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Global agricultural trade and developing countries (world bank trade and development series)

GLOBAL
AGRICULTURAL

Trade and
Developing Countries
Editors
M. Ataman Aksoy • John C. Beghin

THE WORLD BANK



GLOBAL AGRICULTURAL TRADE
AND DEVELOPING
COUNTRIES



GLOBAL
AGRICULTUR AL
TR ADE AND

DEVELOPING
COUNTRIES

Editors

M. Ataman Aksoy and John C. Beghin

THE WORLD BANK
Washington, D.C.


© 2005 The International Bank for Reconstruction and Development / The World Bank
1818 H Street, NW
Washington, DC 20433
Telephone 202-473-1000
Internet www.worldbank.org
E-mail feedback@worldbank.org
All rights reserved.
1

2

3

4

07

06

05

04

The findings, interpretations, and conclusions expressed herein are those of the author(s) and do not
necessarily reflect the views of the Board of Executive Directors of the World Bank or the governments
they represent.
The World Bank does not guarantee the accuracy of the data included in this work. The boundaries,
colors, denominations, and other information shown on any map in this work do not imply any judgment on
the part of the World Bank concerning the legal status of any territory or the endorsement or acceptance of


such boundaries.
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Library of Congress Cataloging-in-Publication Data
Global agricultural trade and developing countries / editor M. Ataman Aksoy, John C. Beghin.
p. cm. – (Trade and development)
Includes bibliographical references and index.
ISBN 0-8213-5863-4
1. Produce trade—Developing countries. 2. Produce trade—Government
policy—Developing countries. 3. International economic relations. I. Aksoy, M.
Ataman, 1945- II. Beghin, John C. (John Christopher), 1954- III. Trade and
development series
HD9018.D44G565 2004
382'.41'091724—dc22

2004058811


Contents

Acknowledgments
Contributors
Acronyms and Abbreviations
1. INTRODUCTION AND OVERVIEW
M. Ataman Aksoy and John C. Beghin

xiii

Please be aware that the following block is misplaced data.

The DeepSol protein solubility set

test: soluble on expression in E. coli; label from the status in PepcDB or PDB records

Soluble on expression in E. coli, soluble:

xv
xvii
1

Part I. Global Protection and Trade in Agriculture
2.

THE EVOLUTION OF AGRICULTURAL TRADE FLOWS
M. Ataman Aksoy

3. GLOBAL AGRICULTURAL TRADE POLICIES
M. Ataman Aksoy
4. THE IMPACT OF AGRICULTURAL TRADE PREFERENCES, WITH PARTICULAR
ATTENTION TO THE LEAST-DEVELOPED COUNTRIES
Paul Brenton and Takako Ikezuki
5. EXPERIENCE WITH DECOUPLING AGRICULTURAL SUPPORT
John Baffes and Harry de Gorter
6. AGRO–FOOD EXPORTS FROM DEVELOPING COUNTRIES:
THE CHALLENGES POSED BY STANDARDS
Steven M. Jaffee and Spencer Henson
7. GLOBAL AGRICULTURAL REFORM: WHAT IS AT STAKE
Dominique van der Mensbrugghe and John C. Beghin

17

37

55

75

91

115

Part II. The Commodity Studies
8. SUGAR POLICIES: AN OPPORTUNITY FOR CHANGE
Donald O. Mitchell
9. DAIRY: ASSESSING WORLD MARKETS AND POLICY REFORMS: IMPLICATIONS FOR
DEVELOPING COUNTRIES
Tom Cox and Yong Zhu
10. RICE: GLOBAL TRADE, PROTECTIONIST POLICIES, AND THE IMPACT OF TRADE
LIBERALIZATION
Eric J. Wailes

141

161

177

v


vi

Contents

11. WHEAT: THE GLOBAL MARKET, POLICIES, AND PRIORITIES
Donald O. Mitchell and Myles Mielke

195

12. GROUNDNUT POLICIES, GLOBAL TRADE DYNAMICS, AND THE IMPACT
OF TRADE LIBERALIZATION
Ndiame Diop, John C. Beghin, and Mirvat Sewadeh

215

13. FRUITS AND VEGETABLES: GLOBAL TRADE AND COMPETITION IN FRESH
AND PROCESSED PRODUCT MARKETS
Ndiame Diop and Steven M. Jaffee

237

14. COTTON: MARKET SETTING, TRADE POLICIES, AND ISSUES
John Baffes

259

15. SEAFOOD: TRADE LIBERALIZATION AND IMPACTS ON SUSTAINABILITY
Cathy A. Roheim

275

16. COFFEE: MARKET SETTING AND POLICIES
John Baffes, Bryan Lewin, and Panos Varangis

297

INDEX

311

ANNEX CD-ROM
Baris Sivri

List of Boxes
2.1
4.1
10.1
13.1
13.2
13.3
15.1
15.2
16.1

Role of Demand and Changes in Market Share
The EU System of Entry Prices: The Example of Tomatoes
Definitions of Rice Trade Flows in This Study
The European Union’s Entry Price Scheme: Hindering Cost-Based Competition
in the EU Market
The U.S.-Brazilian Trade Dispute over Orange Juice
Peruvian Asparagus Exports—A Standard Success Story?
Impacts of Trade Liberalization in Uganda’s Fishing Industry
Foreign Fishing Access Agreements Involving Mauritania
Coffee Supply Controls in the Twentieth Century

24
62
178
247
249
254
282
284
303

List of Figures
2.1
2.2
2.3
3.1
3.2
3.3
3.4

Ratio of Farm Household Income to Nonfarm Household Income for Selected
Developing Countries, Various Years
Ratio of Farm Household Income to All Household Income for Selected
High-Income Countries
Ratio of Farm Income to Total Income of Farm Households,
Selected Countries and Years
Market Price Support and Average Tariffs for Selected OECD Countries
Nominal Rates of Agricultural Support in OECD Countries 1965–2002
Rates of Agricultural Support in OECD Countries and Real U.S. Agricultural Price Index
Average Most-Favored-Nation Applied Tariffs for Agricultural and Manufacturing
Products in Developing Countries, 1990–2000

19
19
21
40
41
42
43


Contents

3.5
3.6
4.1
4.2
4.3
7.1
7.2
7.3
7.4
7.5
7.6
7.7
8.1
8.2
8.3
8.4
8.5
10.1
11.1
11.2
11.3
11.4
11.5
11.6
11.7
11.8
11.9
12.1
12.2
12.3
12.4
13.1
13.2
13.3
13.4
13.5
13.6
13.7
13.8
13.9
13.10
14.1
15.1
15.2
15.3

Non-Ad-Valorem Tariff Lines as a Share of Total
Share of Output under Tariff Rate Quotas
The Value of Preferences Requested under GSP and AGOA Programs of the